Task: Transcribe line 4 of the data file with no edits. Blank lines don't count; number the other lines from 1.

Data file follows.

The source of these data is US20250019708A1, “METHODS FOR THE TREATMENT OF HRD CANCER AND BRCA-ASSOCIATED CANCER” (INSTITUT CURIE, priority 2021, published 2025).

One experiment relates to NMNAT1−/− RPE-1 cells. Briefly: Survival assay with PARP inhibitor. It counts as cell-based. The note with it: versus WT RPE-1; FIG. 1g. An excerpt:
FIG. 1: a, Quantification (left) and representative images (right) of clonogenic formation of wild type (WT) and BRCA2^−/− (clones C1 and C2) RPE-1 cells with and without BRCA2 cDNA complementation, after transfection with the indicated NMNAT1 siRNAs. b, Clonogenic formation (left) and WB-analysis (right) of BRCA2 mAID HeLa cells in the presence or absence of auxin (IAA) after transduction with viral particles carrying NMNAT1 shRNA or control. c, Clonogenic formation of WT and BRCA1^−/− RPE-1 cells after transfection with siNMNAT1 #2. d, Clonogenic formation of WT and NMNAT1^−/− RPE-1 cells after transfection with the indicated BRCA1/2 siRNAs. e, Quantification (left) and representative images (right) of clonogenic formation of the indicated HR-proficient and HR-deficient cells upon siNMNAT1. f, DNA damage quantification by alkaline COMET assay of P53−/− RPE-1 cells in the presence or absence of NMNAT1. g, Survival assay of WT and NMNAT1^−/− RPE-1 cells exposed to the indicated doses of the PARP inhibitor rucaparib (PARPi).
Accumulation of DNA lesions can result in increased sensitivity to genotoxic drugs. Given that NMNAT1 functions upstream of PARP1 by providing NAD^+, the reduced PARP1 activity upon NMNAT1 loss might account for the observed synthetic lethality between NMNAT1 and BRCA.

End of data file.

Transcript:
Accumulation of DNA lesions can result in increased sensitivity to genotoxic drugs. Given that NMNAT1 functions upstream of PARP1 by providing NAD^+, the reduced PARP1 activity upon NMNAT1 loss might account for the observed synthetic lethality between NMNAT1 and BRCA.